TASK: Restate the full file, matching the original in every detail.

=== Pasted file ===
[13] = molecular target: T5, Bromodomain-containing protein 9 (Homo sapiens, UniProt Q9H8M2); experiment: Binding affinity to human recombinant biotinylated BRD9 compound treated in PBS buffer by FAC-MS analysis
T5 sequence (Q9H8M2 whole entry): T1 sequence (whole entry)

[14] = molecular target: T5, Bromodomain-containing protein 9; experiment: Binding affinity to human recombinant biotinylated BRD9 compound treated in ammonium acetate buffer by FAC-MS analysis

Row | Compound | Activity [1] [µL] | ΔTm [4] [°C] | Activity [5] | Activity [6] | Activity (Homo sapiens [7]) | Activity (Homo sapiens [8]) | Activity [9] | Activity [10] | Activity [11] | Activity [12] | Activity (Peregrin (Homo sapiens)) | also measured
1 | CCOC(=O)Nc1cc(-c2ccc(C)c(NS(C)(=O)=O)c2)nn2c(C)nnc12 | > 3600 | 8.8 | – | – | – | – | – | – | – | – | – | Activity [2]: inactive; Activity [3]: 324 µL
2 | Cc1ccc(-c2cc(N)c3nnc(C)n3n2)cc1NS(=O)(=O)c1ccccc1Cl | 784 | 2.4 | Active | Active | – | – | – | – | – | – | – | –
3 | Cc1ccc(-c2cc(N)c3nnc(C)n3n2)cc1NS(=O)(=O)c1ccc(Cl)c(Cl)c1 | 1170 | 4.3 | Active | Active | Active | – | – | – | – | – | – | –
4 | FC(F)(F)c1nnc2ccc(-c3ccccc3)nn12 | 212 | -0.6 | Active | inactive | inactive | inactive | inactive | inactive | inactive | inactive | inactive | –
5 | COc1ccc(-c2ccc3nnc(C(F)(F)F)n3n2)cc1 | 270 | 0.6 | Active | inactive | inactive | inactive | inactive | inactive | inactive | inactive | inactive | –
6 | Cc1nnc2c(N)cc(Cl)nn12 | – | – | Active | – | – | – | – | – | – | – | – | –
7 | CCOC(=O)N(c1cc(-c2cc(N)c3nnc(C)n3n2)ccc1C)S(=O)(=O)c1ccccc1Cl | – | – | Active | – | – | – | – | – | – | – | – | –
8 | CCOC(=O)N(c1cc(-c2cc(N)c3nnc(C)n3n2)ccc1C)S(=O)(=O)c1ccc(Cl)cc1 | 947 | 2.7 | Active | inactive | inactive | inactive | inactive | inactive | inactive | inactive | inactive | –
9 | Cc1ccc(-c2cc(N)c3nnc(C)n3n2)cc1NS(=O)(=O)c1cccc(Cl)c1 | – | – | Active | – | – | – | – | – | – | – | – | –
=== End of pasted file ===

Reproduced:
[13] = molecular target: T5, Bromodomain-containing protein 9 (Homo sapiens, UniProt Q9H8M2); experiment: Binding affinity to human recombinant biotinylated BRD9 compound treated in PBS buffer by FAC-MS analysis
T5 sequence (Q9H8M2 whole entry): T1 sequence (whole entry)

[14] = molecular target: T5, Bromodomain-containing protein 9; experiment: Binding affinity to human recombinant biotinylated BRD9 compound treated in ammonium acetate buffer by FAC-MS analysis

Row | Compound | Activity [1] [µL] | ΔTm [4] [°C] | Activity [5] | Activity [6] | Activity (Homo sapiens [7]) | Activity (Homo sapiens [8]) | Activity [9] | Activity [10] | Activity [11] | Activity [12] | Activity (Peregrin (Homo sapiens)) | also measured
1 | CCOC(=O)Nc1cc(-c2ccc(C)c(NS(C)(=O)=O)c2)nn2c(C)nnc12 | > 3600 | 8.8 | – | – | – | – | – | – | – | – | – | Activity [2]: inactive; Activity [3]: 324 µL
2 | Cc1ccc(-c2cc(N)c3nnc(C)n3n2)cc1NS(=O)(=O)c1ccccc1Cl | 784 | 2.4 | Active | Active | – | – | – | – | – | – | – | –
3 | Cc1ccc(-c2cc(N)c3nnc(C)n3n2)cc1NS(=O)(=O)c1ccc(Cl)c(Cl)c1 | 1170 | 4.3 | Active | Active | Active | – | – | – | – | – | – | –
4 | FC(F)(F)c1nnc2ccc(-c3ccccc3)nn12 | 212 | -0.6 | Active | inactive | inactive | inactive | inactive | inactive | inactive | inactive | inactive | –
5 | COc1ccc(-c2ccc3nnc(C(F)(F)F)n3n2)cc1 | 270 | 0.6 | Active | inactive | inactive | inactive | inactive | inactive | inactive | inactive | inactive | –
6 | Cc1nnc2c(N)cc(Cl)nn12 | – | – | Active | – | – | – | – | – | – | – | – | –
7 | CCOC(=O)N(c1cc(-c2cc(N)c3nnc(C)n3n2)ccc1C)S(=O)(=O)c1ccccc1Cl | – | – | Active | – | – | – | – | – | – | – | – | –
8 | CCOC(=O)N(c1cc(-c2cc(N)c3nnc(C)n3n2)ccc1C)S(=O)(=O)c1ccc(Cl)cc1 | 947 | 2.7 | Active | inactive | inactive | inactive | inactive | inactive | inactive | inactive | inactive | –
9 | Cc1ccc(-c2cc(N)c3nnc(C)n3n2)cc1NS(=O)(=O)c1cccc(Cl)c1 | – | – | Active | – | – | – | – | – | – | – | – | –